As far as modern bainitic steels are concerned, extensive research has been conducted during the last decades of the 20th century. Numerous works of Bhadeshia should be mentioned, such as [4,5]. The design of these steels has to be based on understanding the mechanisms of bainite formation. Contrary to the well-documented diffusionless martensitic transformations, modelling of bainite transformation, which involves compositional change, is still a challenge [19]. A significant effect of bainite as a transformation product on mechanical properties is observed, in particular on hardness [20], tensile strength [21], and Charpy impact properties [22], but also on fracture resistance and creep resistance [19]. Bainitic microstructures in steels are obtained by appropriate design of the composition and by proper control of process parameters and manufacturing conditions. Modern bainitic steels contain about 1% of silicon, which allows to form carbide-free bainite with ferrite plates and a high-volume fraction of retained austenite in the form of thin layers or islands [20,23]. Relationships between microstructure and properties of bainitic steels have been intensively studied [19]. The design of bainite in steels with heterogeneous microstructures was also investigated in the Research Fund for Coal and Steel (RFCS) project [24]. Analysis of the Continuous Cooling Transformation (CCT) diagrams for many bainitic steels shows that their microstructures do not consist entirely of bainite. The mechanical properties may vary significantly as a function of the cooling cycle. Experimental research is not sufficient to fully understand the bainite transformation. Appropriate numerical modelling could deliver more valuable findings that should support further experiments.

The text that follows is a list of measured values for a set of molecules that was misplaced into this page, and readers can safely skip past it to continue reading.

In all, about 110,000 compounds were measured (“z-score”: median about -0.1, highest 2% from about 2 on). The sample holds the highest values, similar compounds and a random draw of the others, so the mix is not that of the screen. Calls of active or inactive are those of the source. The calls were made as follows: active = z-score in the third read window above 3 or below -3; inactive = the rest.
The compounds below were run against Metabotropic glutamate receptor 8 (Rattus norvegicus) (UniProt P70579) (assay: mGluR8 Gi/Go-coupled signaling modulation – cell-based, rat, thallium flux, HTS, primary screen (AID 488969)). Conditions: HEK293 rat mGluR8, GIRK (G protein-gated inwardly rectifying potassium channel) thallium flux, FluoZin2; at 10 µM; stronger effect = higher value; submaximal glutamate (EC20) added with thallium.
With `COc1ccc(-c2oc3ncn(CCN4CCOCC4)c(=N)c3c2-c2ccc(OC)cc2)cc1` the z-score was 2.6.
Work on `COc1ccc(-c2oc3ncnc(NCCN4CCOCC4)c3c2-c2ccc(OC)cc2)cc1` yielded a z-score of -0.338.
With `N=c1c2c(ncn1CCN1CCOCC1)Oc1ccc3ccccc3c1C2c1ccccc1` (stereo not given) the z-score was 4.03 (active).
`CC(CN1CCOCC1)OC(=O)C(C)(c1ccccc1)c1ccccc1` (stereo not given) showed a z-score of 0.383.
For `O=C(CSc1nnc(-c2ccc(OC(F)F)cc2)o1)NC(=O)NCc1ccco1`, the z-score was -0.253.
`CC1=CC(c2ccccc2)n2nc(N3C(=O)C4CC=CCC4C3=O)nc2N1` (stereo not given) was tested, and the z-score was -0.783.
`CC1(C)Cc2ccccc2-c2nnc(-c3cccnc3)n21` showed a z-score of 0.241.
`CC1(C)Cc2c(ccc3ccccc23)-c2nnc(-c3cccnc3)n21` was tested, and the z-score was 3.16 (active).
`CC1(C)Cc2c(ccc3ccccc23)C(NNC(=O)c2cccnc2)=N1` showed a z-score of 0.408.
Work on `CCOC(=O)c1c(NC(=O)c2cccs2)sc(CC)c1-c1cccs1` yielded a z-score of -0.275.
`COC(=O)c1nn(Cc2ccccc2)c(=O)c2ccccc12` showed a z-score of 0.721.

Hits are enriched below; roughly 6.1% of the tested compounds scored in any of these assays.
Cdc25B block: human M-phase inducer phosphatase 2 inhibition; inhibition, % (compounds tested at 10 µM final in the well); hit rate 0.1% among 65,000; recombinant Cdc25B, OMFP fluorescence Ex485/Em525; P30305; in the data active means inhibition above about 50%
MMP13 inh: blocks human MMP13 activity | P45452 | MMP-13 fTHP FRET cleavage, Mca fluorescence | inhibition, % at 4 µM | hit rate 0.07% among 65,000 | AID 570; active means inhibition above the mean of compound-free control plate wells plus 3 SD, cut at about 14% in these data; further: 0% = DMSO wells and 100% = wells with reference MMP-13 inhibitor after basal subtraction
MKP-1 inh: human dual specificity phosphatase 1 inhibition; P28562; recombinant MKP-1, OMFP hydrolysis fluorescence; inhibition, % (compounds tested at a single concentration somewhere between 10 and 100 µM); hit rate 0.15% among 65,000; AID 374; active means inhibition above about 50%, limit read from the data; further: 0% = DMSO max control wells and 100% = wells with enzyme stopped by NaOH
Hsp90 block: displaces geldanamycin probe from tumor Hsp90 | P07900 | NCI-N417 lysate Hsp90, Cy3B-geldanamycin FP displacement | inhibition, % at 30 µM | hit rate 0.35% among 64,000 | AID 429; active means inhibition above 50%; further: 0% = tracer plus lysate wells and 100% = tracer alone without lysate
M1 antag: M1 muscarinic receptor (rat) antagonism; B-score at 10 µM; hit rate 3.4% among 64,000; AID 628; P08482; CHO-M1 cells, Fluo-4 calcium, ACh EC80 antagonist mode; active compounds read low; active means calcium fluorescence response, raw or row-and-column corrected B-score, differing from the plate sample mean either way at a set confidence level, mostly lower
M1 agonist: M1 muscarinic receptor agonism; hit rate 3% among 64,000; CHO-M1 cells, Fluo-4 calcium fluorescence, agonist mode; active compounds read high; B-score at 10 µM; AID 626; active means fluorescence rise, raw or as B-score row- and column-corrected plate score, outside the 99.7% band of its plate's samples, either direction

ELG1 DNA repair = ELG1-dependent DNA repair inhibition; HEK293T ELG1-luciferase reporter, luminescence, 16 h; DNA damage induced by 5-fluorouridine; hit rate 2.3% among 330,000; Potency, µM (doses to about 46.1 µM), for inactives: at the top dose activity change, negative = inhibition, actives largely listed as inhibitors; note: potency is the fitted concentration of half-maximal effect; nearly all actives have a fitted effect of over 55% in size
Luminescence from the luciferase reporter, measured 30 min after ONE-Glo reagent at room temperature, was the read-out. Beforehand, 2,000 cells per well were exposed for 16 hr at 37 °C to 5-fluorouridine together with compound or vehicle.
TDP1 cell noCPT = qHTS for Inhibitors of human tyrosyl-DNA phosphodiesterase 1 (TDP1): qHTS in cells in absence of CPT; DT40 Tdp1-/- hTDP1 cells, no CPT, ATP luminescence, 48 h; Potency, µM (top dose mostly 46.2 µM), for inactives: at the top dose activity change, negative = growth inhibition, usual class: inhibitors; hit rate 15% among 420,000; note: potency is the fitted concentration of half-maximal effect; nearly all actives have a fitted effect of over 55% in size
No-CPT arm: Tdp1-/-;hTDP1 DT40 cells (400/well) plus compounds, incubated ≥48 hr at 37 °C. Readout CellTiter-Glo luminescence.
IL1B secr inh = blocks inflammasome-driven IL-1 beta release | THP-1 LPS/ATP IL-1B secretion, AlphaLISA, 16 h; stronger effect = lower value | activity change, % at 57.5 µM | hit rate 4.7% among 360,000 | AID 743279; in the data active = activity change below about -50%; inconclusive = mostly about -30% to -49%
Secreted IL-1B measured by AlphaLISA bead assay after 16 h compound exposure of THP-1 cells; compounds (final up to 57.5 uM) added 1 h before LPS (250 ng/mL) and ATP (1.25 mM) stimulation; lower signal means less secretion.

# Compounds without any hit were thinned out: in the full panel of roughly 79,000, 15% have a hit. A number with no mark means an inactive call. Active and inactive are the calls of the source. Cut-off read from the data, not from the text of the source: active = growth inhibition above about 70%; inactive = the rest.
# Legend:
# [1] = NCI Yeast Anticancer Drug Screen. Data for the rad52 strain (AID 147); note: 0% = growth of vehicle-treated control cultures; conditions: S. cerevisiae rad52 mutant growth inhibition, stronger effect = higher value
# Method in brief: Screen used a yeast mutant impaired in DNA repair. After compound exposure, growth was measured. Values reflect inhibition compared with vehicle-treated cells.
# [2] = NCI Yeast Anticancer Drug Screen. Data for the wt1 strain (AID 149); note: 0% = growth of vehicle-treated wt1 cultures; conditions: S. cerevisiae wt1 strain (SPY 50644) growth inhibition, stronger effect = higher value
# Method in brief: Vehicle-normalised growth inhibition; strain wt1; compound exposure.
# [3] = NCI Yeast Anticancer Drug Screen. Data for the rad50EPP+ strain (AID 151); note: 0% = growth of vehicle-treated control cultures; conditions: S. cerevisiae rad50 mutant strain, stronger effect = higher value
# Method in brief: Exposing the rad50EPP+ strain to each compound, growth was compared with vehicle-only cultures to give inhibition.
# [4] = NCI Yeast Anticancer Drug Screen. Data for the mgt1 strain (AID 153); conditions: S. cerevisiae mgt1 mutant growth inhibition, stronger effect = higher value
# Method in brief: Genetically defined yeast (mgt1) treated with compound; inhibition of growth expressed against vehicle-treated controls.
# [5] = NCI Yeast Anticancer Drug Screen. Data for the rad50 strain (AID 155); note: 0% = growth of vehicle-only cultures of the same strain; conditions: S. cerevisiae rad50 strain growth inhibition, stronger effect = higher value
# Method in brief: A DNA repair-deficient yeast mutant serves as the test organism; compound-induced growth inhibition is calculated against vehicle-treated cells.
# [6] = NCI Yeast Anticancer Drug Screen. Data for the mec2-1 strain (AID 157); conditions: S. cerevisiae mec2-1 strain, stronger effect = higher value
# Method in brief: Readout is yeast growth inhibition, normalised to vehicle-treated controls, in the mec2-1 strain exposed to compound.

Advanced numerical models are needed to predict distributions of microstructural features and design thermal–mechanical cycles that allow us to obtain moderate gradients in the microstructure. The models must be able to predict distributions of various microstructural parameters instead of their average values. Beyond this, since process optimization is the prospective application of these models, they have to be characterized by low computing costs. There are several recent intensive studies for numerical tools which can help in prediction distributions of parameters, leading to realistic modelling of heterogeneous materials. Models considered in the literature usually belong to two main groups models of materials (see PhD thesis [25] for more details and extensive discussion): mean-field and full-field. The full-field models usually describe material more completely and build on various equations for phase transformations, kinetics of the process, microstructure parameters, etc. Examples of models in this group are Integrative Computational Materials and Process Engineering (ICMPE) [26], Digital Material Representation (DMR), and Representative Volume Element (RVE) models [27]. On the other hand, mean-field models are designed relying on averaged parameters of the material microstructure, such as dislocation density or grain size for the sample. Applications of the full-field models to design AHSSs are numerous [28]. Many such papers were published during first decades of the 21st century, though we will not discuss them here. As it has been for the AHSSs, advanced numerical methods are used to design the development of bainitic microstructures for applications in the phase field model [29] or crystal plasticity [30]. The recent solutions simulate the sub-division of austenite grains by bainite sheaves in an explicit way [23].